Now there’s no excuse for businesses lacking in terms of infrastructure designed to administer their computers not to take advantage of the benefits of enterprise-grade PC management. Windows Intune is cheap, requires no infrastructure and is extraordinarily simple to use.
The way I see it, all companies, from small businesses that need management for one PC to corporations with tens of thousands of computers can get something out of Windows Intune.
1. Free trial
Windows Intune is free to test. Customers can sign up for a free trial and leverage Windows Intune on as much as 25 PCs for no less than 30 days, at the end of which they will have the option to purchase the service. The free trial is live in no less than 35 countries worldwide as of March 23rd, 2011.
2. Just $11 per PC per month
Even buying Windows Intune is bound not to have business customers digging all that deep into their pockets. In addition to the PC management, inventory, update capabilities, etc., $11 also gets Forefront-powered antimalware and antispyware, as well as some additional goodies. Gavriella Schuster, Windows Intune general manager of Windows Product Management confirmed to me that Microsoft is also prepared to offer discounts to Volume Customers.
3. Upgrade rights to Windows 7 Enterprise
Already own Windows licenses? Then why not upgrade to Windows 7 Enterprise, at no extra cost. Upgrade rights to the Enterprise SKU of Windows 7 are included in the $11 per PC of a monthly Windows Intune subscription.
4. Upgrade rights to future versions of Windows
And you know what? Not only will $11 per PC per month buy customers upgrade rights to Windows 7 Enterprise right now, but as long as the subscription is valid, they’ll also be able to migrate to Windows 7’s successor when it comes out. And the next version of Windows after that. At no additional cost.
5. Adding Microsoft Desktop Optimization Pack (MDOP) 2011 costs just $1 extra
That’s right, for $12 per month customers can leverage not only Windows Intune, but also the recently launched Microsoft Desktop Optimization Pack (MDOP) 2011. And just as it is the case with Windows upgrade rights, future versions of MDOP are automatically covered by a subscription.
The Beta of MDOP vNext featuring the Microsoft BitLocker Administration and Monitoring (MBAM) is already available on Microsoft Connect, and early April 2011 will bring with it the Beta Build of the next iteration of Diagnostics and Recovery Toolset (DaRT).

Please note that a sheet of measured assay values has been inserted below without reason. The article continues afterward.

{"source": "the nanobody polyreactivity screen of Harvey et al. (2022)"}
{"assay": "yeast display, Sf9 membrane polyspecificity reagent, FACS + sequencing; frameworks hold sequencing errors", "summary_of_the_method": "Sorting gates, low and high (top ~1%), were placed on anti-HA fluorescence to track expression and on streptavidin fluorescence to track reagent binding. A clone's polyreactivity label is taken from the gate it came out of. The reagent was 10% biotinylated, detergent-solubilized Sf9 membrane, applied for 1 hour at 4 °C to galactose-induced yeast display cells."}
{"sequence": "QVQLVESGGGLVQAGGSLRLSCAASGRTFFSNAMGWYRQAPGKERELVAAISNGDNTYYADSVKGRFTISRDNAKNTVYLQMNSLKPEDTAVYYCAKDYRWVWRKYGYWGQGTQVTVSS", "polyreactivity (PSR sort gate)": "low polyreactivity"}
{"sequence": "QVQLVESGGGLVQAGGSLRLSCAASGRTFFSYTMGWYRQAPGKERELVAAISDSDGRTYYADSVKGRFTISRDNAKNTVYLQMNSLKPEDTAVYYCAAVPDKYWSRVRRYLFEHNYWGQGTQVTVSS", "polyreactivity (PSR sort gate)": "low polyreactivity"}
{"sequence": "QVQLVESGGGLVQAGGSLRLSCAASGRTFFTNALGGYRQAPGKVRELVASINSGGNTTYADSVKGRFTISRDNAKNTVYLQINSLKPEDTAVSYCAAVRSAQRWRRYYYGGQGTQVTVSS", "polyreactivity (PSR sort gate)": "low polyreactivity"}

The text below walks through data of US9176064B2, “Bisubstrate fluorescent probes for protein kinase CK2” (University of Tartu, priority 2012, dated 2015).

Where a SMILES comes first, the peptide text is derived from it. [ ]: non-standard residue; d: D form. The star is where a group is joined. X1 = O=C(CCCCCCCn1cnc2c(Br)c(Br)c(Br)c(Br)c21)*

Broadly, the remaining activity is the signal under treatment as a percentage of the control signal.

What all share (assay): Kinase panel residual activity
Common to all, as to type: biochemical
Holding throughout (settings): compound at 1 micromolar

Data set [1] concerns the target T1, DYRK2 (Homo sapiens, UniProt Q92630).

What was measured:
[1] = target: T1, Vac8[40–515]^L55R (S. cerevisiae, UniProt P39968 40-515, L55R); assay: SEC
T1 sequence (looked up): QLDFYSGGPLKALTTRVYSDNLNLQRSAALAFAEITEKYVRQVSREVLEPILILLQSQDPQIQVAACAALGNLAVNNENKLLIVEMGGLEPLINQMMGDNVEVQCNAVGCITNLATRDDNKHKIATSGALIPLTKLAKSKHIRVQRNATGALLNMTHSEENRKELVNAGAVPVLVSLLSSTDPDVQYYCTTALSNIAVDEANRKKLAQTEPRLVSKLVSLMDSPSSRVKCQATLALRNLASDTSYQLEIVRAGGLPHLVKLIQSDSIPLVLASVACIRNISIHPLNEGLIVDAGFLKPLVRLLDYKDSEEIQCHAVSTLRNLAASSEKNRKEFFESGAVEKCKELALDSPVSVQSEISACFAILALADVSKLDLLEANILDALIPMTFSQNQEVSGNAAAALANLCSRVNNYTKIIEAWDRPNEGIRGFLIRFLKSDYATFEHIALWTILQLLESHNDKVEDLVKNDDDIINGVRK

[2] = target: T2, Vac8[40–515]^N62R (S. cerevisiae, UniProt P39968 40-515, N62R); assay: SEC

The promise from Schuster is that the successor of MDOP 2011 will be offered to customers in the third quarter of 2011.
6. Immediate deployment
I already said that Windows Intune doesn’t require an on-premise infrastructure. The best thing about this? Customers won’t have to invest in extra hardware. Windows Intune runs entirely in Microsoft’s Cloud.
7. Enterprise-grade management and security for businesses of all sizes
Small businesses with as little as 1 PC can buy Windows Intune. But the service is scalable, up to 20,000 seats for a single account. Of course, customers can have multiple accounts.
8. It can help save money
According to an IDC study, customers can end up saving as much as $720 per PC per year simply by using Windows Intune to manage computers and keep them secure.
9. Good for partners
Microsoft partners can leverage the multi-account capabilities of the Windows Intune console to manage multiple customers. According to IDC, they can grow their business by as much as 19% in the first year alone.
10. Simple to use
I’ve was surprise of just how simple it is to use Windows Intune. Customers don’t have to be IT professionals in order to master Windows Intune, but if it’s one thing that will convince you, it will be actually using Windows Intune. Did I mention there’s a free trial?
11. Fast release cycle
Schuster made it a point to underline that this is just the start for Windows Intune. The next version of this Cloud-based PC management and security offering is planned for availability by the end of 2011, and new iterations will follow at a very fast pace.